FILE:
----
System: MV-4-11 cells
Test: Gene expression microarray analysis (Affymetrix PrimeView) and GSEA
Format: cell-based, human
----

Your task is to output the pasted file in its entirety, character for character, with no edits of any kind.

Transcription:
System: MV-4-11 cells
Test: Gene expression microarray analysis (Affymetrix PrimeView) and GSEA
Format: cell-based, human